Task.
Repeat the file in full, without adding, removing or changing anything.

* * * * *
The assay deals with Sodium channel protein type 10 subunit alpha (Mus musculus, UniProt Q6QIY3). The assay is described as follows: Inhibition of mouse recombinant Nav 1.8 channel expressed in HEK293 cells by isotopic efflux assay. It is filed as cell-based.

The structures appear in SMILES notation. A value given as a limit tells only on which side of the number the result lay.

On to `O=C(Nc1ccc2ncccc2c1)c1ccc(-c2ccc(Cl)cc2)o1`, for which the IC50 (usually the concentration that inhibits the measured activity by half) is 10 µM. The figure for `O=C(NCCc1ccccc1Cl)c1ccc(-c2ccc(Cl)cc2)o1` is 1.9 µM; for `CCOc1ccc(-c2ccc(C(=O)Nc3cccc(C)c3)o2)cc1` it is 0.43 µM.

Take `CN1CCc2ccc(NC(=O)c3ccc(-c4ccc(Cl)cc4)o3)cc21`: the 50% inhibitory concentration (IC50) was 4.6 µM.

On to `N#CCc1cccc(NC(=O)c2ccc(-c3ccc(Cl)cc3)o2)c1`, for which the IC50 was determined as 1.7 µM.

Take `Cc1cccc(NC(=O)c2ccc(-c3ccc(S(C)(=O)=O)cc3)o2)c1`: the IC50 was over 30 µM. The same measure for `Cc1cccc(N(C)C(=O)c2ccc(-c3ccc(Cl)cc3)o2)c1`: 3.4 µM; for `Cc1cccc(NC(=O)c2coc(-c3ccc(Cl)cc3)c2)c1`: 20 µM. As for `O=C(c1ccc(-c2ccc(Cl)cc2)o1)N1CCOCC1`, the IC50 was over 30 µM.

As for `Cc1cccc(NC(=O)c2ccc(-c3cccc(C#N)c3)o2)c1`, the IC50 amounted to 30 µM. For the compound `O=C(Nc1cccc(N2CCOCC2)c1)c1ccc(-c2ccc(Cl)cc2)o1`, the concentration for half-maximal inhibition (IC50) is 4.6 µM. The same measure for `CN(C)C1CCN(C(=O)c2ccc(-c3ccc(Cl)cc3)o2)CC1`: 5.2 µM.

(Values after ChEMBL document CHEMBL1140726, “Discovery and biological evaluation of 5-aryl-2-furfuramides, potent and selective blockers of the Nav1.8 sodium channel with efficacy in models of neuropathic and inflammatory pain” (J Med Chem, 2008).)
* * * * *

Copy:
The assay deals with Sodium channel protein type 10 subunit alpha (Mus musculus, UniProt Q6QIY3). The assay is described as follows: Inhibition of mouse recombinant Nav 1.8 channel expressed in HEK293 cells by isotopic efflux assay. It is filed as cell-based.

The structures appear in SMILES notation. A value given as a limit tells only on which side of the number the result lay.

On to `O=C(Nc1ccc2ncccc2c1)c1ccc(-c2ccc(Cl)cc2)o1`, for which the IC50 (usually the concentration that inhibits the measured activity by half) is 10 µM. The figure for `O=C(NCCc1ccccc1Cl)c1ccc(-c2ccc(Cl)cc2)o1` is 1.9 µM; for `CCOc1ccc(-c2ccc(C(=O)Nc3cccc(C)c3)o2)cc1` it is 0.43 µM.

Take `CN1CCc2ccc(NC(=O)c3ccc(-c4ccc(Cl)cc4)o3)cc21`: the 50% inhibitory concentration (IC50) was 4.6 µM.

On to `N#CCc1cccc(NC(=O)c2ccc(-c3ccc(Cl)cc3)o2)c1`, for which the IC50 was determined as 1.7 µM.

Take `Cc1cccc(NC(=O)c2ccc(-c3ccc(S(C)(=O)=O)cc3)o2)c1`: the IC50 was over 30 µM. The same measure for `Cc1cccc(N(C)C(=O)c2ccc(-c3ccc(Cl)cc3)o2)c1`: 3.4 µM; for `Cc1cccc(NC(=O)c2coc(-c3ccc(Cl)cc3)c2)c1`: 20 µM. As for `O=C(c1ccc(-c2ccc(Cl)cc2)o1)N1CCOCC1`, the IC50 was over 30 µM.

As for `Cc1cccc(NC(=O)c2ccc(-c3cccc(C#N)c3)o2)c1`, the IC50 amounted to 30 µM. For the compound `O=C(Nc1cccc(N2CCOCC2)c1)c1ccc(-c2ccc(Cl)cc2)o1`, the concentration for half-maximal inhibition (IC50) is 4.6 µM. The same measure for `CN(C)C1CCN(C(=O)c2ccc(-c3ccc(Cl)cc3)o2)CC1`: 5.2 µM.

(Values after ChEMBL document CHEMBL1140726, “Discovery and biological evaluation of 5-aryl-2-furfuramides, potent and selective blockers of the Nav1.8 sodium channel with efficacy in models of neuropathic and inflammatory pain” (J Med Chem, 2008).)